Trust administration is the process by which a trustee carries out the terms and conditions of a trust after the settlor’s death or the person who created the trust. This administration type generally occurs outside the probate court system and is much different from probate administration. Although avoiding probate is a major goal of creating a trust, understanding trust administration is also critical to determining whether a trust is the right choice for you and your family. A trust administration lawyer at Kramer, Green, Zuckerman, Greene & Buchsbaum, P.A. can evaluate your situation, present the full range of options available to you, and help you make the best choices for you and your family.
Trust Administration in General
In many cases, a person who creates a living trust or a trust during his lifetime is both the settlor and the initial trustee. As the settlor, the person can transfer ownership of assets to the trust, and, if the trust remains revocable during his or her lifetime, remove ownership of assets from the trust. As the trustee, the person decides to distribute income from the trust to named beneficiaries.
Once the settlor and original trustee pass away, the person the settlor named as successor trustee must act. The typical first steps that a successor trustee must take include depositing the original will with the probate court within ten days of the decedent’s death, ordering multiple copies of certified death certificates, and reviewing the living trust document. Next, the successor trustee must obtain a taxpayer identification number or TIN from the IRS, as the settlor likely previously used his or her social security number for the trust.
The successor trustee must also file a Notice of Trust with the court in the county where the settlor lived. If a probate case exists, the successor trustee files the Notice of Trust within the probate case; if no case exists, the Clerk of Court will file the Notice. The successor trustee then will proceed with his or her duties under the Florida Trust Code and the trust document’s terms.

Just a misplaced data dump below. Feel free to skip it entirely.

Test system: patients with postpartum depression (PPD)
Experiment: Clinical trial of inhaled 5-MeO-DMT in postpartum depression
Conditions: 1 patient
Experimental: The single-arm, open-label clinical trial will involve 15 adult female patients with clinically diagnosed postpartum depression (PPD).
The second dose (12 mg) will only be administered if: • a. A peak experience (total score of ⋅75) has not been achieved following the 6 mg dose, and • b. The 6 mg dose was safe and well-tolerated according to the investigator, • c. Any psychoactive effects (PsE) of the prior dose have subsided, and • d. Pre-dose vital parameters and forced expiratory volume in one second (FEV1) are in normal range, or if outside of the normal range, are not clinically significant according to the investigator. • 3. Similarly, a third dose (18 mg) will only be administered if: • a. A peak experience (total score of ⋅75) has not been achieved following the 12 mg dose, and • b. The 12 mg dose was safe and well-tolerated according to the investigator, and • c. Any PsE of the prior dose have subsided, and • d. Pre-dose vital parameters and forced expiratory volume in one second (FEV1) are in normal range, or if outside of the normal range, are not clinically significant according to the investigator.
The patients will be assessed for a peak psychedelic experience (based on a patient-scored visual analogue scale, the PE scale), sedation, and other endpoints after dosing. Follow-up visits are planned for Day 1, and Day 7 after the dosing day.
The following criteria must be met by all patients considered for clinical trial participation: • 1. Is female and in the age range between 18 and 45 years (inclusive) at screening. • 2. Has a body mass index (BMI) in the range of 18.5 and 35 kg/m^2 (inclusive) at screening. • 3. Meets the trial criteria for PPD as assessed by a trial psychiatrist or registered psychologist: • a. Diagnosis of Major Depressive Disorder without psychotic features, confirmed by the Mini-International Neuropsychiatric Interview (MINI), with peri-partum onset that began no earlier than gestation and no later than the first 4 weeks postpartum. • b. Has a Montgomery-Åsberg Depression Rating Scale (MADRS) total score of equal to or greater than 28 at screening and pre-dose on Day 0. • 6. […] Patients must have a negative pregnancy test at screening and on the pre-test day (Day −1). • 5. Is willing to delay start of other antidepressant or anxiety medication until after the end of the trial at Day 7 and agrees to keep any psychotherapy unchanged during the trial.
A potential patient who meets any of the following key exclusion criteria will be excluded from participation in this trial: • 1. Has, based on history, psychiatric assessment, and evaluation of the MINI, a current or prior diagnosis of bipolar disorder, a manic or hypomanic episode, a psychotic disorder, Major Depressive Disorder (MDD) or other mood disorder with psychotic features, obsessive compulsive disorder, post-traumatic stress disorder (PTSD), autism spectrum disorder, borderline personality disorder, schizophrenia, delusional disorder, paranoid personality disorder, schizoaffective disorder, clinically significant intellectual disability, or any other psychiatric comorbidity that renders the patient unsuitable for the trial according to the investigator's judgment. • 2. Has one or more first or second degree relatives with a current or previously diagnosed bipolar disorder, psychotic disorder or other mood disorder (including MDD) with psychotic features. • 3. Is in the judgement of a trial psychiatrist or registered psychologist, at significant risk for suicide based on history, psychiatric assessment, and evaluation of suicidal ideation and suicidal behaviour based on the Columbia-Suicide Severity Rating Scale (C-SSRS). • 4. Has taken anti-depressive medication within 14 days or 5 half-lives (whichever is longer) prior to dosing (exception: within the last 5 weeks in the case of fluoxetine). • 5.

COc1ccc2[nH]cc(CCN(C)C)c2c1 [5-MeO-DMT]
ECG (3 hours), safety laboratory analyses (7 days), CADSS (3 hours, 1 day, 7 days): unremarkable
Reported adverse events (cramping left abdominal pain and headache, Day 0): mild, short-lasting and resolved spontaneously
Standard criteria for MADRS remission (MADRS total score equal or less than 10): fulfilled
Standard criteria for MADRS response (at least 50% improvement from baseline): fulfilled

The Role of the Trustee in Trust Administration
A trustee acts as a fiduciary to the chosen beneficiaries of your trust. The fiduciary relationship is one of the highest standards of care recognized under Florida law, akin to a doctor-patient or attorney-client relationship. As a result, a trustee must always act in the best interests of the beneficiaries and handle the trust assets reasonably and prudently.
Florida law outlines various duties for trustees in administering trusts. For example, under Florida Statutes § 736.0801, a trustee must “administer the trust in good faith, in accordance with its terms and purposes and the interests of the beneficiaries” and the Florida Trust Code. Furthermore, trustees have the following duties:
- Loyalty – acting in the beneficiaries’ interests and avoiding self-dealing;
- Impartiality – equally considering the interests of all beneficiaries;
- Prudent administration – exercising reasonable care, skill, and caution by considering the purpose, terms, requirements, and other circumstances of the trust;
- Inform and account – informing beneficiaries about the trust and their right to accountings, as well as providing trust documents and accountings;
- Collect, control, and protect trust property – maintaining records of trust property after identification, keeping it separate from non-trust property, and ensuring that it retains its value and/or increases in value, as is reasonable;
- Identify and satisfy debts and tax obligations – using trust assets to satisfy the decedent’s debts and pay tax obligations;
- Enforce and defend claims – reasonably enforcing claims on behalf of the trust and defending claims against the trust; and
- Distribute trust income and assets – following trust terms and conditions to distribute trust income and assets to beneficiaries.
Contact Our Office Today for Your Trust Administration and Estate Planning Needs
At Kramer, Green, Zuckerman, Greene & Buchsbaum, P.A., an estate planning attorney can provide a full range of estate planning services, including trust creation and administration. In addition, if you lose a loved one, we are here to assist you with all estate, probate, or trust administration needs.
We can guide your family through the complicated legal landscape of estate planning law as quickly and efficiently as possible. Call us at (954) 966-2112 or learn more about the legal services we can offer you online. Please schedule an appointment to talk to us about your legal needs immediately.